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June 18, 2019

MongoDB Accelerates Cloud Shift

George Leopold

MongoDB rolled out new versions of services and features this week designed to help migrate databases to the cloud, including a new data lake and search features.

MongoDB also is among seven new cloud data partners working with Google as the public cloud vendor (NASDAQ: GOOGL) expands collaboration on open-source approaches to data management and analytics.

Google this week disclosed a list of customers using MongoDB’s Atlas data platforms on its public cloud for data management tasks.

Collaboration with data managers was announced in April. Along with New York-based MongoDB, Google partners include: Apache Kafka builder Confluent; Apache Cassandra pioneer DataStax; Elasticsearch specialist Elastic; time-series platform vendor InfluxData; graph database vendor Neo4j; and Redis Labs, the in-memory database provider.

On Tuesday (June 18), MongoDB unveiled the beta versions of its Atlas data lake and a full-text search feature designed to help manage its flagship database without additional infrastructure. The company (NASDAQ: MDB) also announced general availability of its Charts feature for creating graphs as well as building and sharing dashboards. The new data lake is based on MongoDB’s query language (MQL) while the search feature is aimed at filtering data. The full-text search eliminates the need to pair a database with an external search engine.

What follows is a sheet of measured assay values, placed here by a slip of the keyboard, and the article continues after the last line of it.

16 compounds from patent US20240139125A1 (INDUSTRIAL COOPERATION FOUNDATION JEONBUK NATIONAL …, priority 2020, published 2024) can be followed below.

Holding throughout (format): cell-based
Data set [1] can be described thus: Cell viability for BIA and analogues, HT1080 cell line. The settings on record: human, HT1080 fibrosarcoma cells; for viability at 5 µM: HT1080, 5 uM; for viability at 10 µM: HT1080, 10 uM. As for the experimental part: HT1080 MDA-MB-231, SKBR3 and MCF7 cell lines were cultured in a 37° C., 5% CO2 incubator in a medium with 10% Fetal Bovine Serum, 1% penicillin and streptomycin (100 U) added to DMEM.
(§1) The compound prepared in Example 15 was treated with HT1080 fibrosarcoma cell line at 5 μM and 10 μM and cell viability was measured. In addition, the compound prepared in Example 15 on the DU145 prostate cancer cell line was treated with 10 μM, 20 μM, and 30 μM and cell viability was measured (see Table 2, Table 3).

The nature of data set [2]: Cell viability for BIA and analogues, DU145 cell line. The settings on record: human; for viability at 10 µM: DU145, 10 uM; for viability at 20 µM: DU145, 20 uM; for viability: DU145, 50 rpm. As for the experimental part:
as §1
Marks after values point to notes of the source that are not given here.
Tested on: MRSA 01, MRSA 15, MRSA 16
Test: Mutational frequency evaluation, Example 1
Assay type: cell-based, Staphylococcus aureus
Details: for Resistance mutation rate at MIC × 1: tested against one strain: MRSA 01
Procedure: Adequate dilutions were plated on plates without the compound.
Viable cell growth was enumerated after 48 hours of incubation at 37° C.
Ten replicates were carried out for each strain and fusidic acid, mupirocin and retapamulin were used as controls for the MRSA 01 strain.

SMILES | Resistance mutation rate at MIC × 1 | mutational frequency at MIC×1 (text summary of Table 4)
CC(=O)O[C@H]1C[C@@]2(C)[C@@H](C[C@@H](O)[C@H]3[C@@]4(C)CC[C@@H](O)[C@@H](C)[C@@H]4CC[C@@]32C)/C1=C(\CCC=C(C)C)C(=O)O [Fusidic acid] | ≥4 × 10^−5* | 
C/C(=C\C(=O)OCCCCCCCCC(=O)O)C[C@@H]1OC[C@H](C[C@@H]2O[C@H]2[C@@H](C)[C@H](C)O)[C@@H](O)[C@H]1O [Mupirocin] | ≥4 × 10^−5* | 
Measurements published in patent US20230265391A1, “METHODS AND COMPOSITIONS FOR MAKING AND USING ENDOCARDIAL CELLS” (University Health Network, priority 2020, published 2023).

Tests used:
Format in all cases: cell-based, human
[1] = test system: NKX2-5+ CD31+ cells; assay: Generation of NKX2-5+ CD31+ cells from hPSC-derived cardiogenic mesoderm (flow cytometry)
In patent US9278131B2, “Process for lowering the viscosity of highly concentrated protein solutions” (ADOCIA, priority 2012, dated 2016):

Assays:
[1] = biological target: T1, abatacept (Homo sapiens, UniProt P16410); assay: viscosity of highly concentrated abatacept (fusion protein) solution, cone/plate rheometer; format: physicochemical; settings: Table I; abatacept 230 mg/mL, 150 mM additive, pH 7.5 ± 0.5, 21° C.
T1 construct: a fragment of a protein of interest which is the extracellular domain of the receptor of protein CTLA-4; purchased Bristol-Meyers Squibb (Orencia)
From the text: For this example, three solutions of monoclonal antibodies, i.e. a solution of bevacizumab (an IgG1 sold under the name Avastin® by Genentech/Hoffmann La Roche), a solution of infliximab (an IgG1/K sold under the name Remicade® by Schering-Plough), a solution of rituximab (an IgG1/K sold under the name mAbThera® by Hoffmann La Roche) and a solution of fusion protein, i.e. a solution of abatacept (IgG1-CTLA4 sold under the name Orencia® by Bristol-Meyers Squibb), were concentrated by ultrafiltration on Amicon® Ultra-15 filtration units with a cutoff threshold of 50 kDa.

Charts is generally available to both Atlas and on-premise customers. The company promotes the tools as an easy way create real-time visualizations of data.

The serverless Atlas data lake provides access to existing Amazon Web Services’ S3 storage buckets via a MongoDB Atlas console. Queries can then be run using MQL.

Atlas Data Lake will be available soon on Google Cloud Storage and Microsoft Azure Storage, MongoDB said.

Meanwhile, Google’s partnerships with open-source vendors reflects the booming market for database management systems that host a growing percentage of enterprise analytics and other applications. The partnerships would combine emerging open-source database technologies with cloud-native application development, Google noted.

Among the capabilities delivered under the cloud database partnerships are managed cloud services with better performance and reduced latency between those services and cloud-native apps, the cloud vendor added.

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